Throughout May and June, we’re highlighting each of the 2014 Oregon Literary Fellowship recipients on our blog. Applications for the 2015 Oregon Literary Fellowships are online now. Applications are due in our office by Friday, June 27, 2014. For more information about how to apply, contact Susan Denning at email@example.com.
Forest Avenue Press of Portland is a 2014 recipient for an Oregon Literary Fellowship in publishing.
About: Founded in 2012 in Portland, Oregon, Forest Avenue Press publishes quiet novels for a noisy world. They are known for lovely covers, working with local artists, and publishing and promoting Oregon writers. Laura Stanfill is the founder and publisher, and Gigi Little is the graphic designer. Click here for their current catalog of titles.
What is your mission?
Our mission is “Quiet books for a noisy world.” As a regional, homegrown press, we work to publish, promote, and celebrate Oregon authors. Our events-based philosophy encourages people to visit their local bookstores instead of buying titles online. While we love offering a home for Oregon writers’ work, what drives us is wanting to connect more regional writers and readers to each other. We want to contribute to the local literary conversation–to ignite that conversation–at bookstores here in the state and beyond.
What is most exciting about receiving a fellowship?
The funding has been a wonderful benefit, but we’re most grateful for the recognition. Two years ago, when I founded Forest Avenue Press, we threw ourselves into a crowded literary marketplace where the majority of readers (and reviewing agencies) favor the established New York presses, and where independent publishing efforts often vary in quality. Proving yourself as a small press is definitely about the books–the quality of the writing, the editing, the covers, the interior design, the blurbs–but it takes more than those things to get noticed, because there are so many good books out there.
Winning a 2014 Oregon Literary Fellowship has given us a huge boost, strengthening our statewide reputation and showing we’re serious about publishing Oregon writers. We cite the award in every press release, letter, and bookseller outreach email. It’s part of our platform now. We’re not just another startup press with lofty goals; we’re a press that has been awarded an Oregon Literary Fellowship. Since the announcement, we’ve seen better bookseller response, an increase in requests for review copies, growing social media numbers, and a more geographically diverse slush pile.
What projects are you currently working on?
We’re organizing a number of summer events to celebrate our two new titles, Dan Berne’s page-turning debut novel, The Gods of Second Chances, and The Night, and the Rain, and the River, a collection of twenty-two stories by Oregon writers, edited by Liz Prato, and featuring letterpress art by Clare Carpenter of Tiger Food Press. We used the bulk of our fellowship funding to support the anthology, which features stories by Gregg Kleiner, Scott Sparling, Joanna Rose, Sage Cohen, and Cindy Williams Gutiérrez, among others. In September, we’ll complete the 2014 publishing season with Carry the Sky, the debut novel by poet Kate Gray, a past recipient of an Oregon Literary Fellowship and an Oregon Book Award finalist. It seems so fitting to use the remainder of the fellowship funding to support Kate’s breathtaking debut novel, which Hannah Tinti has called “lyrical, moving, and hauntingly beautiful.” In addition to those projects, we are open to submissions through July 1, looking for two quiet novels to publish in 2015.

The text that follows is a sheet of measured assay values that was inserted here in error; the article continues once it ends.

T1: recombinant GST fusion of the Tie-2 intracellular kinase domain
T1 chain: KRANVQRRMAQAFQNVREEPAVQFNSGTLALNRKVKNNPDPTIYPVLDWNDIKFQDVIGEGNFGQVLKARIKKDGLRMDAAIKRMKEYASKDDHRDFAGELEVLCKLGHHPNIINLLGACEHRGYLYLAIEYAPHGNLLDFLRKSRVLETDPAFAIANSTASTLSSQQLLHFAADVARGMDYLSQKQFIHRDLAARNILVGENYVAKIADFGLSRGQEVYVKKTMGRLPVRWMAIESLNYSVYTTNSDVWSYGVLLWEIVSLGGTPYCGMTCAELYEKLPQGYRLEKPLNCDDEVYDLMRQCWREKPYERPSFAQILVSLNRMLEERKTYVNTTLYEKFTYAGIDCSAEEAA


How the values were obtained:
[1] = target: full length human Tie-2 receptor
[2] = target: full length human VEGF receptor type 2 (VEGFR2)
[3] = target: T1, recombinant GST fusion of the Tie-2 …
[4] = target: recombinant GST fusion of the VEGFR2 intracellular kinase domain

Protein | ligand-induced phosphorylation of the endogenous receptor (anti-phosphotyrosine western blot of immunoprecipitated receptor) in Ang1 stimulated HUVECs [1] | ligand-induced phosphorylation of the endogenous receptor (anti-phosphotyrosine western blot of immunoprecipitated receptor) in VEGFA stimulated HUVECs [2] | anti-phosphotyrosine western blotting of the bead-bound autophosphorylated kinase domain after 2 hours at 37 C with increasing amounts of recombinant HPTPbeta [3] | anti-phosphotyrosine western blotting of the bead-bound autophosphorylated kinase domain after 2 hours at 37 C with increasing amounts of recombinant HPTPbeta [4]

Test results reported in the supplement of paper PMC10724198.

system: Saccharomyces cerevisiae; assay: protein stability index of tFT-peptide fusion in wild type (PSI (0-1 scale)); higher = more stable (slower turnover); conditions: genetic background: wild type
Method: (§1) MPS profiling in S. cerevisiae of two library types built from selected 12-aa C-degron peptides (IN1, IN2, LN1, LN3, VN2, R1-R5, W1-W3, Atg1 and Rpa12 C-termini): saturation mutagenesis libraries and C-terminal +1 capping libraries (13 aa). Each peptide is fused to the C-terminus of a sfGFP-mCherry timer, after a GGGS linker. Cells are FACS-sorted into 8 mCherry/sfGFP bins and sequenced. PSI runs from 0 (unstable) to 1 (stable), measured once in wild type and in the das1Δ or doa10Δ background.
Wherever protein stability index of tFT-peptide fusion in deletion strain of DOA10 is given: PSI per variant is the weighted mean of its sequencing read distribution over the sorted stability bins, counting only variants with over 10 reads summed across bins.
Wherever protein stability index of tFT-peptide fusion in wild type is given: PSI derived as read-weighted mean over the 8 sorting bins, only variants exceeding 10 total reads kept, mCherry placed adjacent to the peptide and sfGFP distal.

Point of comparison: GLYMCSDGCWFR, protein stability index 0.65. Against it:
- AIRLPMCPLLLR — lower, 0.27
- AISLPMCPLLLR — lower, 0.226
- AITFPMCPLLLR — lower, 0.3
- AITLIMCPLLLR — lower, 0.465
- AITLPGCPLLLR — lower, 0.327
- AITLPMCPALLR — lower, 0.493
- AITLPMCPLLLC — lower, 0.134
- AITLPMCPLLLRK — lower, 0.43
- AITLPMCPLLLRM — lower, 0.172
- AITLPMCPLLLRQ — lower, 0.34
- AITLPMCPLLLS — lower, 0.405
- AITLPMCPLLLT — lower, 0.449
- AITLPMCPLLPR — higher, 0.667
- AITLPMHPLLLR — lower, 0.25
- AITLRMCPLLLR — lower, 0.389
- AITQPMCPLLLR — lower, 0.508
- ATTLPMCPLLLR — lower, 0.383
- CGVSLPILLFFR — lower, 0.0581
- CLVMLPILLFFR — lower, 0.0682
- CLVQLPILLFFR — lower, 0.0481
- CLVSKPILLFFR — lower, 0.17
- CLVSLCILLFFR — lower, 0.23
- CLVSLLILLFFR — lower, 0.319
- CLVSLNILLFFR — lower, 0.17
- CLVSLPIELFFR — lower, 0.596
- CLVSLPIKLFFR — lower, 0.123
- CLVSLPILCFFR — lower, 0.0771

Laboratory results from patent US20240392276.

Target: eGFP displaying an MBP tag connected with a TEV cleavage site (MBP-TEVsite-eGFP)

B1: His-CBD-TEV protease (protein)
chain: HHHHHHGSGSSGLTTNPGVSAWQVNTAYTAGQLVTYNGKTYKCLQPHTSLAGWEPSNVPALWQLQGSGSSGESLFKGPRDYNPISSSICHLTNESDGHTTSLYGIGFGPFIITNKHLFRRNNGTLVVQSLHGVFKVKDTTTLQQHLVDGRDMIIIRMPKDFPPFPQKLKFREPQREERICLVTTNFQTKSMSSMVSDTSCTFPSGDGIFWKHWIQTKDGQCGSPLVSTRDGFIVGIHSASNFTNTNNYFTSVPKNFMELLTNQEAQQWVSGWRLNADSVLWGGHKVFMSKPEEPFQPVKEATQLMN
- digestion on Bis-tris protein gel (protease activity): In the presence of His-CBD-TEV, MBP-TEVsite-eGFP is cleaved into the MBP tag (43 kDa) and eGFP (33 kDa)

What advice do you have for future applicants?
Our advice to future applicants is to really get clear about your goals for the upcoming year, from looking at the budget numbers and estimating as best you can to thinking about how your project (or mission) directly impacts Oregon readers and writers. Is your anticipated use of funds realistic and in line with what other presses spend? What makes your press different? How can you impact your community–or the state, depending on your mission–with the work you’re producing?
At the time of the fellowship deadline in 2013, we were preparing to launch our very first fiction title, A Simplified Map of the Real World, Stevan Allred’s linked short story collection, set in a fictional rural Oregon town (think Estacada). I chose Stevan’s manuscript to set the tone for the press, in terms of quality and regional focus, and I believe that submitting it to Literary Arts strengthened our application considerably. On the front-cover map of his book, Stevan sneaked in homages to Robin Cody’s classic Ricochet River and Brian Doyle’s beloved Mink River, honoring the state’s literary legacy while doing our best to contribute to it. Our mission is right there, on the cover of Stevan’s book. So that’s my other piece of advice. If you have multiple titles or volumes, choose the one that best reflects the mission of your press, as you’ve distilled it on your application.
By Jason Cook, publishing judge
If their first story collection, A Simplified Map of the Real World, is any indication of the quality of their future catalogue, Forest Avenue Press promises to be a dynamic and valuable contributor to the independent publishing world. Their maiden effort evinces a clarity of editorial vision and a professional presentation which can stand as examples to publishers who have been operating for years. It takes a wide skill set and a deep knowledge base to survive in this business–many intelligent, enthusiastic people don’t. With a little support and a bit more luck, Forest Avenue has what it takes to thrive and provide authors with a vibrant platform and readers with great books for years to come.
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